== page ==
Anthologies are a great way to put content out on a regular basis. If there are month- or year-long stretches in between publication of your longer works, seeing your name pop up in collections of shorter stories helps readers stay aware of you and your writing.

Anthologies that allow reprints are great for this as well. For example, you might include a story in one anthology, then a year later include it in a different anthology. Even though it’s the same story, including it in more than one collection provides additional opportunities to draw people in to your work.

Collaborative promotion

When you participate in multi-author projects, promotion is done by the editor, publisher, and the participating authors. Perhaps the publisher pays for advertising, while the editor and the other authors merely post on social media, or announce the collection in their various newsletters. All of this is promotion for the anthology. You benefit from other people promoting your story, just as they benefit from the marketing work you do for the project.

Note that how much promotion is done by the editor, publisher, and other authors can vary significantly from collection to collection, so make sure to ask about the plan for promotion before committing if this aspect is important to you.

How do you get into an anthology?

Calls for submissions

The traditional way to get included in a collection is to submit a story in response to a call for submissions put out by a publisher or editor. The editor writes up their vision for the collection and lists the guidelines, which usually include things like the theme, allowed story lengths, the deadline for submissions, and whether or not reprints are acceptable.

This approach allows you to get a sense of what the editor is looking for. However, no matter how close to the mark you feel your story is, the editor might not accept it. If you write a new story and it’s not accepted, you still have one more story to market elsewhere—but if you’re short on time, this approach might not work well for you.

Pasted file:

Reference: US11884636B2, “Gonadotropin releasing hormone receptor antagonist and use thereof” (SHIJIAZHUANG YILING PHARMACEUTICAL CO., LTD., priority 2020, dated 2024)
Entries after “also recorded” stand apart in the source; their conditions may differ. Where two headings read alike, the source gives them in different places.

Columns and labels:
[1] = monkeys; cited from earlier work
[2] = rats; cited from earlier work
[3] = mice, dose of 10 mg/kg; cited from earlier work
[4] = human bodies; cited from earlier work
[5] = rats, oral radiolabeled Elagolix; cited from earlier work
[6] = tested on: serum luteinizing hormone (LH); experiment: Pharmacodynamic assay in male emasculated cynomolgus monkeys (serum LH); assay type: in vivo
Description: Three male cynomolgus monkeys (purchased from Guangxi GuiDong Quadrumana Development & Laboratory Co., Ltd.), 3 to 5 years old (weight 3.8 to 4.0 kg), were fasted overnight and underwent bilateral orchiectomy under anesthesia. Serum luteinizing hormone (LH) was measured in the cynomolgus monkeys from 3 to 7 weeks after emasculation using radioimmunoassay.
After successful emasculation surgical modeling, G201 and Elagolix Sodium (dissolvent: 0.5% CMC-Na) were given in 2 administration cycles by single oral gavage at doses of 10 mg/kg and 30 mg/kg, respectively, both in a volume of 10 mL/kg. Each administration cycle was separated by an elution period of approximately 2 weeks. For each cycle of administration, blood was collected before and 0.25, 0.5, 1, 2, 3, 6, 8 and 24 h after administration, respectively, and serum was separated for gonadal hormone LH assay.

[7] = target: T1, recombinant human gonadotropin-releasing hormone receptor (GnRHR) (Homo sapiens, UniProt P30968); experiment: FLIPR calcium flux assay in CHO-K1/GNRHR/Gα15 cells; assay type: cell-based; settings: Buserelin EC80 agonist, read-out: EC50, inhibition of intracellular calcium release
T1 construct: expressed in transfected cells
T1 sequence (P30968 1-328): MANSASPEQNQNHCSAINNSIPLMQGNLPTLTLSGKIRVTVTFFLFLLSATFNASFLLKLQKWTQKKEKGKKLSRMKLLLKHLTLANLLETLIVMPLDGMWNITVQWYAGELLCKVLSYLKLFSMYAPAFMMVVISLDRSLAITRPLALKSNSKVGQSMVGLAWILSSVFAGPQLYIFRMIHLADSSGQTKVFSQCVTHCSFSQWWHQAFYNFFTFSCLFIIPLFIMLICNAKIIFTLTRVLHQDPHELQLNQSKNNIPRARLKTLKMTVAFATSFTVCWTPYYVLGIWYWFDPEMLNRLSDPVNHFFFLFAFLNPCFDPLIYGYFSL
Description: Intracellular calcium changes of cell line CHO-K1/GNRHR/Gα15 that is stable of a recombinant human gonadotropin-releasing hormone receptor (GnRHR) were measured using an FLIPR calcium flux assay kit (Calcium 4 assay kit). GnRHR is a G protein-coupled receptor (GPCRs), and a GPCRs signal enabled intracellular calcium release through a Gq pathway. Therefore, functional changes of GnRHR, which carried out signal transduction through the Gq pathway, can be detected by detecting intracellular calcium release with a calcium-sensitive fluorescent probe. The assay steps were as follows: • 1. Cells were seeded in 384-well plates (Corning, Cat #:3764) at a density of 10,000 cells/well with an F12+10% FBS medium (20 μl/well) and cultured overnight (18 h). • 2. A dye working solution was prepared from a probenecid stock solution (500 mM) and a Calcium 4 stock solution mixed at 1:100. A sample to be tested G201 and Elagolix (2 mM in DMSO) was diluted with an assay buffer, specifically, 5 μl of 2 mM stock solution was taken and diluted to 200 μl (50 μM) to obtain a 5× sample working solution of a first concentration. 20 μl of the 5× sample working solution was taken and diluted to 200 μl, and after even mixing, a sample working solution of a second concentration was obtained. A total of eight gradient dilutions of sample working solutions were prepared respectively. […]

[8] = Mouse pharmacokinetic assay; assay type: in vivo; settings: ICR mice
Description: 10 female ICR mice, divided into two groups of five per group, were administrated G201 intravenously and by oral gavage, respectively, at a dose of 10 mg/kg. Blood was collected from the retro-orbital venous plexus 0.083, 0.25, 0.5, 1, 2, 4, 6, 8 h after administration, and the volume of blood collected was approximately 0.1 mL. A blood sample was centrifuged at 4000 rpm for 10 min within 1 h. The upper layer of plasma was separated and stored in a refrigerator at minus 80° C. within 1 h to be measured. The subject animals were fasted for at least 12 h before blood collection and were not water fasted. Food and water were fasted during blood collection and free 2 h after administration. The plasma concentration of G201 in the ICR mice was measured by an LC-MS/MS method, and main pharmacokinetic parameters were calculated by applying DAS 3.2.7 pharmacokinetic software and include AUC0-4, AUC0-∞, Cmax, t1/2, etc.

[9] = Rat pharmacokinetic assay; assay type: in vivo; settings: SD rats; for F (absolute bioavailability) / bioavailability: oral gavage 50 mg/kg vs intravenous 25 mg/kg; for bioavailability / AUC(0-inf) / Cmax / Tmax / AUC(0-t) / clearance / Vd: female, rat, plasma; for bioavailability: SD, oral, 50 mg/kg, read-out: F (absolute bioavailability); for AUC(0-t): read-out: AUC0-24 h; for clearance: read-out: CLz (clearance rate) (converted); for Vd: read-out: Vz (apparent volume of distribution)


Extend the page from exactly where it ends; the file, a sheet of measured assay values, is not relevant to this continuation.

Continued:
If an editor knows you and your work, or someone recommends you to the editor, you could get a personal invitation. This could range from a blanket invitation to include whatever story you feel fits the project’s theme, to one where the editor invites you to submit a story for consideration. While there are no guarantees, if you’re invited to submit a story, your story will probably be accepted if it’s well-written and on target with the editor’s vision.

Networking can play a big part in getting invitations. You might meet a fellow writer at a workshop or conference, or meet someone from an online authors’ group who later decides to edit an anthology and invites you. Editors often post about their projects in email lists or Facebook groups; these are usually calls for submissions, but occasionally the editor is looking for authors who are ready to commit. If you know someone who has edited anthologies you feel are a good fit for your writing, you could contact them to see if they’d be interested in working with you on a future project.

Participating in the right projects